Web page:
After several false starts, the FTC has finally initiated enforcement of the Fair and Accurate Credit Transactions Act's, Red Flags Rule, and has placed the burden of policing identity theft activity squarely on the shoulders of both big and small businesses.
However, the FTC may be the least of your concerns if you originate credit for an identity thief because attorneys across the country have been eagerly awaiting this dangerous and virtually impossible regulation. Your problem? Verifying the identity of your customer.
If you don't have required and accepted procedures in place to do so, it could cost you everything you've ever worked for. Your Required Red Flags Rule Policy & Program. First, your operation must develop and implement a Red Flags Rule Policy which must include four required key elements in addition to other regulations and issues that must be addressed.
To demonstrate the importance the FTC places on the Rule, your operation's Board of Directors is required to approve your Red Flags Rule Policy and Program. For those operations without a board, a committee of senior management must approve the initial Program and monitor it on an annual basis.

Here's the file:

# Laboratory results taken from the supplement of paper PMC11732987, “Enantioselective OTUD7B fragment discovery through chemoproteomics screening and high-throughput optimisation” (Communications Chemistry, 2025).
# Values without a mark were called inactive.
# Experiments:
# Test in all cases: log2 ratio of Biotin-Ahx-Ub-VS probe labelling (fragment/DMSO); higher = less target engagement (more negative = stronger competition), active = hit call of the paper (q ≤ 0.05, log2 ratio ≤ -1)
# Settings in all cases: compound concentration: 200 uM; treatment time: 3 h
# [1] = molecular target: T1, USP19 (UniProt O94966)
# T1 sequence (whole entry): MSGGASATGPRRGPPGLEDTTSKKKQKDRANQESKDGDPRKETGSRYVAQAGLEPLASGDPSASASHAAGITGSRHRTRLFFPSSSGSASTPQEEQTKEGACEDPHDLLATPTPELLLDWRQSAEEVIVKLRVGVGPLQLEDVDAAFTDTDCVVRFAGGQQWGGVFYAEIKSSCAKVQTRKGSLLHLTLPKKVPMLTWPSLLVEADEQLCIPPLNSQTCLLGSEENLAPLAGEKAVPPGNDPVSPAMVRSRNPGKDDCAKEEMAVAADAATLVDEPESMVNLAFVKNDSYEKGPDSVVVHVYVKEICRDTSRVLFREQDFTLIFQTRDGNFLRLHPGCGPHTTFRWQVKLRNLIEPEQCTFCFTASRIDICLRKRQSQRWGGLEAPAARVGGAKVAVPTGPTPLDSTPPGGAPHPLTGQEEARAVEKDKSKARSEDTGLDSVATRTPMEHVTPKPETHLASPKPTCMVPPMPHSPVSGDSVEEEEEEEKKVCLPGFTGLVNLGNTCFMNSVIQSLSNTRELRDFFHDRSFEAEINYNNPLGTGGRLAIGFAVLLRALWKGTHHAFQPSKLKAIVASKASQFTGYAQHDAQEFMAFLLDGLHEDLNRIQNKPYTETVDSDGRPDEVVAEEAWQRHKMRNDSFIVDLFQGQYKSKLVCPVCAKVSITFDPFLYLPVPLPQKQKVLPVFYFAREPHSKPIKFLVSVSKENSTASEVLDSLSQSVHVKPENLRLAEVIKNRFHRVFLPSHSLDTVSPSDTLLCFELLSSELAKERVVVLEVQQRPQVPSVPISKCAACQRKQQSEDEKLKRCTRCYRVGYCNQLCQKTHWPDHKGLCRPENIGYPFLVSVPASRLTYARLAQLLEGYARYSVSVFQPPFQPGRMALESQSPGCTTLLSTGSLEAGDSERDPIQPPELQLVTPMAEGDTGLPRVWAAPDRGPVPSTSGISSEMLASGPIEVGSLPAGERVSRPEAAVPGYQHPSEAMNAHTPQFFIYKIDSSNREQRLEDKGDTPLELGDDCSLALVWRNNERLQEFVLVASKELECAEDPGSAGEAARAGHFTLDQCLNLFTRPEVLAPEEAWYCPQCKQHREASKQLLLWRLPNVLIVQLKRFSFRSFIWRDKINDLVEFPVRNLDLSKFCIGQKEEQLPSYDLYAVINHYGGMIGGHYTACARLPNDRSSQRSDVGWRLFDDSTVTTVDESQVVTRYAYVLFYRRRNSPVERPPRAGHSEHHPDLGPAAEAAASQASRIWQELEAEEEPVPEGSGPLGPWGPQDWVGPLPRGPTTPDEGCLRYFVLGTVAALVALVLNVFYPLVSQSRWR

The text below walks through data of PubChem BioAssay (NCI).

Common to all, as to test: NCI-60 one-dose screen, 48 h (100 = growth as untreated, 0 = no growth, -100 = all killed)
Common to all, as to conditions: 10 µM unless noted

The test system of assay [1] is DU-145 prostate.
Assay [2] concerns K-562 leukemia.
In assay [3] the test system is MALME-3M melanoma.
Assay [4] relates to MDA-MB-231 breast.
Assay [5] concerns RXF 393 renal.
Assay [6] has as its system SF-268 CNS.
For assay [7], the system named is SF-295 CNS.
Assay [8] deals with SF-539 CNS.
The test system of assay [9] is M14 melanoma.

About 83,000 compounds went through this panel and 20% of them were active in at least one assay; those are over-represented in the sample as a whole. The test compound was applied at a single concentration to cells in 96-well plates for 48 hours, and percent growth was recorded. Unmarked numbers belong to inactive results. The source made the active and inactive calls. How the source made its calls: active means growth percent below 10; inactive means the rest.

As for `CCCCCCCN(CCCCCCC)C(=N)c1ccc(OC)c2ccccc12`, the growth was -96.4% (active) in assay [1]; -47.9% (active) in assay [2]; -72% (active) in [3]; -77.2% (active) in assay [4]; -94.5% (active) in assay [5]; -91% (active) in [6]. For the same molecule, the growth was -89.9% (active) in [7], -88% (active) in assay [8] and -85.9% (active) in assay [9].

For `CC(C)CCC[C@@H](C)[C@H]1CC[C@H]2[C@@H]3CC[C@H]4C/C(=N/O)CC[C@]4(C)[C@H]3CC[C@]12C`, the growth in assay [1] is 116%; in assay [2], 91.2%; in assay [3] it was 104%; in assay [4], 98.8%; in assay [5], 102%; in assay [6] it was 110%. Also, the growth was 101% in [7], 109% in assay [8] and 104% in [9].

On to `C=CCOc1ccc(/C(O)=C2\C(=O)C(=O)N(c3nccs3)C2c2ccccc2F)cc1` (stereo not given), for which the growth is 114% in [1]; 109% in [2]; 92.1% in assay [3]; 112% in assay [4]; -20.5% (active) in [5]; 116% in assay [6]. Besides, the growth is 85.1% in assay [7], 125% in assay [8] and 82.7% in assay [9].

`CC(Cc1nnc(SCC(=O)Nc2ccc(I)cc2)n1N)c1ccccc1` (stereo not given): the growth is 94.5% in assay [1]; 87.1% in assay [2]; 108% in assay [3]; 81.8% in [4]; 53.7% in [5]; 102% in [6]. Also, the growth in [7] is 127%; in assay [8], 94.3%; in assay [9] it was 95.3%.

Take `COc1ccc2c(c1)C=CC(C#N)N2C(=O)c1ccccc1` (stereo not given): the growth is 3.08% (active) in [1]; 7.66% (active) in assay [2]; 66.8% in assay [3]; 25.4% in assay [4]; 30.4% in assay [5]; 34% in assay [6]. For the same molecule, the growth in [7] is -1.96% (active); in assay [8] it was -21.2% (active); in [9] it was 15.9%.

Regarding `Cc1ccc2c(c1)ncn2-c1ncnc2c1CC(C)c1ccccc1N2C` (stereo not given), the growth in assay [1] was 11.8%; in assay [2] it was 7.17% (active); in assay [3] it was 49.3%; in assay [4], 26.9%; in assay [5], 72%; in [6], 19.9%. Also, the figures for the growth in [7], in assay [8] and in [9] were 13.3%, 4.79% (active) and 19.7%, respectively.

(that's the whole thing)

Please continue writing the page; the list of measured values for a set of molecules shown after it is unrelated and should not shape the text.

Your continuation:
But don't be misled!
Simply downloading a "template" from the internet might possibly get you off the hook with the feds, but it probably won't suffice in litigation with an identity theft victim's lawyer. Attorneys already view this regulation as a "cash cow", and if one of your customers points the finger at your company because someone was using their identity unchallenged, rest assured the victim's attorney will request your written Red Flags Rule Policy and documentation of required staff training.
If you don't have a Policy, or it is poorly written, the plaintiff will most likely allege a breach of duty to protect a consumer's identity information, or in other words, "wilful non-compliance", which is as bad as it sounds. Read more...